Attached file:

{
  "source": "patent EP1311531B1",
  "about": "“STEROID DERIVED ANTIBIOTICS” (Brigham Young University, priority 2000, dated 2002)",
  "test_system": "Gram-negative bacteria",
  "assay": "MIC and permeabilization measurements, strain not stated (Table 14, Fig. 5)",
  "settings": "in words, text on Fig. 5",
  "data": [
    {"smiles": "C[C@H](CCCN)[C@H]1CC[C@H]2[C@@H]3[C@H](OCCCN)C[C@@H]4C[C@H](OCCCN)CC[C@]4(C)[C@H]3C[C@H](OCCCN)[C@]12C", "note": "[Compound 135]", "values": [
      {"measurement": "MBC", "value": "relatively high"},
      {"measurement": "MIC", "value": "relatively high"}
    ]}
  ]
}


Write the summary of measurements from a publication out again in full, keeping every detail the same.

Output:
{
  "source": "patent EP1311531B1",
  "about": "“STEROID DERIVED ANTIBIOTICS” (Brigham Young University, priority 2000, dated 2002)",
  "test_system": "Gram-negative bacteria",
  "assay": "MIC and permeabilization measurements, strain not stated (Table 14, Fig. 5)",
  "settings": "in words, text on Fig. 5",
  "data": [
    {"smiles": "C[C@H](CCCN)[C@H]1CC[C@H]2[C@@H]3[C@H](OCCCN)C[C@@H]4C[C@H](OCCCN)CC[C@]4(C)[C@H]3C[C@H](OCCCN)[C@]12C", "note": "[Compound 135]", "values": [
      {"measurement": "MBC", "value": "relatively high"},
      {"measurement": "MIC", "value": "relatively high"}
    ]}
  ]
}